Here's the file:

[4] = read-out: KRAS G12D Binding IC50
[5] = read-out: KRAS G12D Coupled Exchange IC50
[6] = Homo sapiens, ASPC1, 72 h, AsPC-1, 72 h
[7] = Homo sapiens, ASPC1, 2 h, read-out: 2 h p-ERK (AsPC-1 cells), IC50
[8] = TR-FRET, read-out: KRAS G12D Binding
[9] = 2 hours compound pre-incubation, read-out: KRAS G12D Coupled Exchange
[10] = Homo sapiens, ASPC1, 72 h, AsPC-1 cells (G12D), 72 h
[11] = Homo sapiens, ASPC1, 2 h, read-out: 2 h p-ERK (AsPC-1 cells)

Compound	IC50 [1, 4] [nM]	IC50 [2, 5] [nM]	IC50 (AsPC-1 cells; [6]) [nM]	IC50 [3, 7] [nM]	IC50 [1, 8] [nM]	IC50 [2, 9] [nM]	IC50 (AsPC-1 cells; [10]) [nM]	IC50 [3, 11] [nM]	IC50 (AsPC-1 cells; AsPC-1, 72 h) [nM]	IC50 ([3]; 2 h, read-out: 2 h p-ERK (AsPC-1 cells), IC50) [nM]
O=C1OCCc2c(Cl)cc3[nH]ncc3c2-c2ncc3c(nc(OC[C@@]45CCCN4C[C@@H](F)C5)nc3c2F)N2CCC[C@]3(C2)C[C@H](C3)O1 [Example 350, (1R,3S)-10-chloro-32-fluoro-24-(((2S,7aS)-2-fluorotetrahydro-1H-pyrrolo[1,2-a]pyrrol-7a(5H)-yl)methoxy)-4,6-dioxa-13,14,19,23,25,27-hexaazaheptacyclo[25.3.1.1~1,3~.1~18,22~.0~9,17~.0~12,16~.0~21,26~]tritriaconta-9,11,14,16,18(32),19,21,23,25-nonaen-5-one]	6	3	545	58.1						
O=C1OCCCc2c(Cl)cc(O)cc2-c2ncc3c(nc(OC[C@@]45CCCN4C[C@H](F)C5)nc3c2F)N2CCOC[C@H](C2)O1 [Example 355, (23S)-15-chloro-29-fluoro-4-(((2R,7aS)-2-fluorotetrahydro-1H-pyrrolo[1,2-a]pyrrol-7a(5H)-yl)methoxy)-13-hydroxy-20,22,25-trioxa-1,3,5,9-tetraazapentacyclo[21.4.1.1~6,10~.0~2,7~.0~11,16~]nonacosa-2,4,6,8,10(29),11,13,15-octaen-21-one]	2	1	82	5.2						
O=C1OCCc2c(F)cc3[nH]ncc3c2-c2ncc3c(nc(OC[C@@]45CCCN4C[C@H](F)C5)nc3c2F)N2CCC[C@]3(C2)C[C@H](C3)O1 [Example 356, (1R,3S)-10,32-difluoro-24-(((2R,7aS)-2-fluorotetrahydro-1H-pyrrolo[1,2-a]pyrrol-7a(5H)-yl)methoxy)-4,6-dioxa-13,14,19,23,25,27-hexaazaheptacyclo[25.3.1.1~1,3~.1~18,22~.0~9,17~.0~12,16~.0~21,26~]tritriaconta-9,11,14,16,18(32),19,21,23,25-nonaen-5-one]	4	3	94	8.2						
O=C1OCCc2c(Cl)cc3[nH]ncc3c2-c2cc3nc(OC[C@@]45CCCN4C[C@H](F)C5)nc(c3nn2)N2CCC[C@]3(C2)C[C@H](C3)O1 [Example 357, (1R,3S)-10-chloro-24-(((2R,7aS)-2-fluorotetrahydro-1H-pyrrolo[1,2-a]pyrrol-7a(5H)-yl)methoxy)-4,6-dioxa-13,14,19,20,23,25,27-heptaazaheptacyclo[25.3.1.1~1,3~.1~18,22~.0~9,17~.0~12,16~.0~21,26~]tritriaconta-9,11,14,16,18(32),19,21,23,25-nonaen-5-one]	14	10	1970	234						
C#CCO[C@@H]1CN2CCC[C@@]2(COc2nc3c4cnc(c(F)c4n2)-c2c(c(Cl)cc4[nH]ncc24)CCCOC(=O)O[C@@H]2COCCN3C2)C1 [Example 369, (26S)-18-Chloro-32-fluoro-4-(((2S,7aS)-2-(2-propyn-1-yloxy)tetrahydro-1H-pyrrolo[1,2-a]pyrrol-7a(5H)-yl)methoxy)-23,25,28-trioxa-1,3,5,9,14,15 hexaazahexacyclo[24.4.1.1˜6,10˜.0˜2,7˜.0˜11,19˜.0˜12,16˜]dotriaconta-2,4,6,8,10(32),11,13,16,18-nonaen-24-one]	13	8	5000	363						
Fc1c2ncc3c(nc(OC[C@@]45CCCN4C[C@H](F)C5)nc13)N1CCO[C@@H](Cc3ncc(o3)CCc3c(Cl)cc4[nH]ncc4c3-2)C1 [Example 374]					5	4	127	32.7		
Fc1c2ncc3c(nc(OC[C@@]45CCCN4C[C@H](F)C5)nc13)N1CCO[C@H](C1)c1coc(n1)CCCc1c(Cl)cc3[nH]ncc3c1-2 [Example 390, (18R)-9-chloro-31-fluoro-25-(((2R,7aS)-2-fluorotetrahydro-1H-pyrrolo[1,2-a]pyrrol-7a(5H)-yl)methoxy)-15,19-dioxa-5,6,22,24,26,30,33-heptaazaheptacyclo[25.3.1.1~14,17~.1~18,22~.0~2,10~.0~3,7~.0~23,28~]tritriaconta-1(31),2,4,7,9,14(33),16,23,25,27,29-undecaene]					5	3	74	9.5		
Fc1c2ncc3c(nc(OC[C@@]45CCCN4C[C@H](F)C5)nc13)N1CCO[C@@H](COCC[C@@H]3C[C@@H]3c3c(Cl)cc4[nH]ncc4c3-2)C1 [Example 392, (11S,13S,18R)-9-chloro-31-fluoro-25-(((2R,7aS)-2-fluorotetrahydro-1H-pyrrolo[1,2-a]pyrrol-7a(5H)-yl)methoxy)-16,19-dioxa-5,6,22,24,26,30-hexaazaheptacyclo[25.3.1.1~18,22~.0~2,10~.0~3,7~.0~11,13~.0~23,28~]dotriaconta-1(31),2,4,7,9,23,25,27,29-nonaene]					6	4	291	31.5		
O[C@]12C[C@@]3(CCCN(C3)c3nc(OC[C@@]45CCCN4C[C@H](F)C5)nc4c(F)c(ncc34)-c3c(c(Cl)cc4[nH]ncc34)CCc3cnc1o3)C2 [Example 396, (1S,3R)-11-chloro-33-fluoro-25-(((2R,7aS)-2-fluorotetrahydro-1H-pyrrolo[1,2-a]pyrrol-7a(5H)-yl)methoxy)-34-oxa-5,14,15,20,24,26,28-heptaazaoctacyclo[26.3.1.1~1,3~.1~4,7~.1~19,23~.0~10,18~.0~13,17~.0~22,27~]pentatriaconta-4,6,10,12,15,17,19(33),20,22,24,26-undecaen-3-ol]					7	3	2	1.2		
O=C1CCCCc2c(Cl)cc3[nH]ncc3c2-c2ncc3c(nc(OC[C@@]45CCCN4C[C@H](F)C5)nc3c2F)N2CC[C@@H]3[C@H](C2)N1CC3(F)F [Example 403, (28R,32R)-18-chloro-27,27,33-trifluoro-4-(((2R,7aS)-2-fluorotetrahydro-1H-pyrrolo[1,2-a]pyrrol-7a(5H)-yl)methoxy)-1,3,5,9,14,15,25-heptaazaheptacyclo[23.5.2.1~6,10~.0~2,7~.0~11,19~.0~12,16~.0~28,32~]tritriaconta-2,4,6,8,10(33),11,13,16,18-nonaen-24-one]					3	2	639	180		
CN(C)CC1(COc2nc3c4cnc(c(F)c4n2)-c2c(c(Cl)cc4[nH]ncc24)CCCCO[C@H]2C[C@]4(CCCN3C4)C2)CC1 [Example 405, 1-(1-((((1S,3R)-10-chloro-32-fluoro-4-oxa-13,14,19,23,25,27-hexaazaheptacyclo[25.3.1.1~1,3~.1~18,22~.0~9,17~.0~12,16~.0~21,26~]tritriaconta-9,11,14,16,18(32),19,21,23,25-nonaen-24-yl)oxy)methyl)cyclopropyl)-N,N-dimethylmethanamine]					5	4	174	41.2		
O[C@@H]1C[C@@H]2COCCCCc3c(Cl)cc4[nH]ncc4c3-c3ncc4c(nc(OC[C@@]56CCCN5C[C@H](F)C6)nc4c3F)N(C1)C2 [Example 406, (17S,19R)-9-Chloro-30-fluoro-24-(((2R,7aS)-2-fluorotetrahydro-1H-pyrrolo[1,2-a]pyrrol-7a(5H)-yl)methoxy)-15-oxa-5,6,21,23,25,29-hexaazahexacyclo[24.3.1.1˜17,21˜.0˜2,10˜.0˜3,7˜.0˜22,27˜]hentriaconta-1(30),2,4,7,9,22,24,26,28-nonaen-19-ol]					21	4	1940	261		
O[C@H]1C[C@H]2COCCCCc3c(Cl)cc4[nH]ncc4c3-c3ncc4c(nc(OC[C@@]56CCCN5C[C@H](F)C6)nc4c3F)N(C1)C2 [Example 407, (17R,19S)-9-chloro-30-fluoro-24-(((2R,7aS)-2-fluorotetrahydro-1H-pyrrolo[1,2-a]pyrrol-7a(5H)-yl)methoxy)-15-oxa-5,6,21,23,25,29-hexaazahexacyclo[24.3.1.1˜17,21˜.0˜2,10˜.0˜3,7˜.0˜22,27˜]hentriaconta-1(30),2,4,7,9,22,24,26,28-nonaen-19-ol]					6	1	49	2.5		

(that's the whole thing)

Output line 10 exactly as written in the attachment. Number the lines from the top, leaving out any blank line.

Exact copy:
O=C1OCCc2c(Cl)cc3[nH]ncc3c2-c2ncc3c(nc(OC[C@@]45CCCN4C[C@@H](F)C5)nc3c2F)N2CCC[C@]3(C2)C[C@H](C3)O1 [Example 350, (1R,3S)-10-chloro-32-fluoro-24-(((2S,7aS)-2-fluorotetrahydro-1H-pyrrolo[1,2-a]pyrrol-7a(5H)-yl)methoxy)-4,6-dioxa-13,14,19,23,25,27-hexaazaheptacyclo[25.3.1.1~1,3~.1~18,22~.0~9,17~.0~12,16~.0~21,26~]tritriaconta-9,11,14,16,18(32),19,21,23,25-nonaen-5-one]	6	3	545	58.1						